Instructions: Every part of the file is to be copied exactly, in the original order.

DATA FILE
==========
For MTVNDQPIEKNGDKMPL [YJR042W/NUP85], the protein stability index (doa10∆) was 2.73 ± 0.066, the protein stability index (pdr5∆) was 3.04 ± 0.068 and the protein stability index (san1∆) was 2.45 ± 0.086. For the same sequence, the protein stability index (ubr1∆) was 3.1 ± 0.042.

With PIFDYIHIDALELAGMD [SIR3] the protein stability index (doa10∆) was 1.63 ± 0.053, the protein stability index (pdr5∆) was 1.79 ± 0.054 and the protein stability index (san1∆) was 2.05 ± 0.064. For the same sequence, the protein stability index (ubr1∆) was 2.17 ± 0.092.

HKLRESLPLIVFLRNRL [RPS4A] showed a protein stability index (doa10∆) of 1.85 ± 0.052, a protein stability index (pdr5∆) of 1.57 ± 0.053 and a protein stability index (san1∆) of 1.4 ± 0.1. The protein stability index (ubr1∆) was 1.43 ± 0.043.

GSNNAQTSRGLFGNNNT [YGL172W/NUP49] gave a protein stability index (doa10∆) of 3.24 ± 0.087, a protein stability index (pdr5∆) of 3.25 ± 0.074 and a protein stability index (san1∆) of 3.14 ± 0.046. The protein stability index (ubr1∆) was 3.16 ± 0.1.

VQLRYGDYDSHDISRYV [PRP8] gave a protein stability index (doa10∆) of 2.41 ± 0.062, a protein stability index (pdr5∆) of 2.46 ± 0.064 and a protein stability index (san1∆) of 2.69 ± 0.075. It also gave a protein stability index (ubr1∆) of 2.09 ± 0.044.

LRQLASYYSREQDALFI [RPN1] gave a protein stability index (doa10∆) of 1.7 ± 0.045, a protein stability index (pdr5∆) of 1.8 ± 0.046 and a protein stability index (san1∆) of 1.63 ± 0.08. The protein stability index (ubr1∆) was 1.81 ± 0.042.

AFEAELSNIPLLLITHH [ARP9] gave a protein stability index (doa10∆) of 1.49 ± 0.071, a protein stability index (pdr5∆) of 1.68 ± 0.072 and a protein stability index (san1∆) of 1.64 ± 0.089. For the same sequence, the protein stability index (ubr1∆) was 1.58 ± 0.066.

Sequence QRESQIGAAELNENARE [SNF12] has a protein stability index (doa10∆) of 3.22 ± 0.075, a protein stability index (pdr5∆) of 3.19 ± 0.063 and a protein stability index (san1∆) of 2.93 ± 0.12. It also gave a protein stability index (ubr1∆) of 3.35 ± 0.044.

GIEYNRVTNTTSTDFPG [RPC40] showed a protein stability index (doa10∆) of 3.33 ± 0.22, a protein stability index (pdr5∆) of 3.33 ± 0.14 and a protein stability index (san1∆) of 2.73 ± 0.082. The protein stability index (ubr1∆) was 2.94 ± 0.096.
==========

For MTVNDQPIEKNGDKMPL [YJR042W/NUP85], the protein stability index (doa10∆) was 2.73 ± 0.066, the protein stability index (pdr5∆) was 3.04 ± 0.068 and the protein stability index (san1∆) was 2.45 ± 0.086. For the same sequence, the protein stability index (ubr1∆) was 3.1 ± 0.042.

With PIFDYIHIDALELAGMD [SIR3] the protein stability index (doa10∆) was 1.63 ± 0.053, the protein stability index (pdr5∆) was 1.79 ± 0.054 and the protein stability index (san1∆) was 2.05 ± 0.064. For the same sequence, the protein stability index (ubr1∆) was 2.17 ± 0.092.

HKLRESLPLIVFLRNRL [RPS4A] showed a protein stability index (doa10∆) of 1.85 ± 0.052, a protein stability index (pdr5∆) of 1.57 ± 0.053 and a protein stability index (san1∆) of 1.4 ± 0.1. The protein stability index (ubr1∆) was 1.43 ± 0.043.

GSNNAQTSRGLFGNNNT [YGL172W/NUP49] gave a protein stability index (doa10∆) of 3.24 ± 0.087, a protein stability index (pdr5∆) of 3.25 ± 0.074 and a protein stability index (san1∆) of 3.14 ± 0.046. The protein stability index (ubr1∆) was 3.16 ± 0.1.

VQLRYGDYDSHDISRYV [PRP8] gave a protein stability index (doa10∆) of 2.41 ± 0.062, a protein stability index (pdr5∆) of 2.46 ± 0.064 and a protein stability index (san1∆) of 2.69 ± 0.075. It also gave a protein stability index (ubr1∆) of 2.09 ± 0.044.

LRQLASYYSREQDALFI [RPN1] gave a protein stability index (doa10∆) of 1.7 ± 0.045, a protein stability index (pdr5∆) of 1.8 ± 0.046 and a protein stability index (san1∆) of 1.63 ± 0.08. The protein stability index (ubr1∆) was 1.81 ± 0.042.

AFEAELSNIPLLLITHH [ARP9] gave a protein stability index (doa10∆) of 1.49 ± 0.071, a protein stability index (pdr5∆) of 1.68 ± 0.072 and a protein stability index (san1∆) of 1.64 ± 0.089. For the same sequence, the protein stability index (ubr1∆) was 1.58 ± 0.066.

Sequence QRESQIGAAELNENARE [SNF12] has a protein stability index (doa10∆) of 3.22 ± 0.075, a protein stability index (pdr5∆) of 3.19 ± 0.063 and a protein stability index (san1∆) of 2.93 ± 0.12. It also gave a protein stability index (ubr1∆) of 3.35 ± 0.044.

GIEYNRVTNTTSTDFPG [RPC40] showed a protein stability index (doa10∆) of 3.33 ± 0.22, a protein stability index (pdr5∆) of 3.33 ± 0.14 and a protein stability index (san1∆) of 2.73 ± 0.082. The protein stability index (ubr1∆) was 2.94 ± 0.096.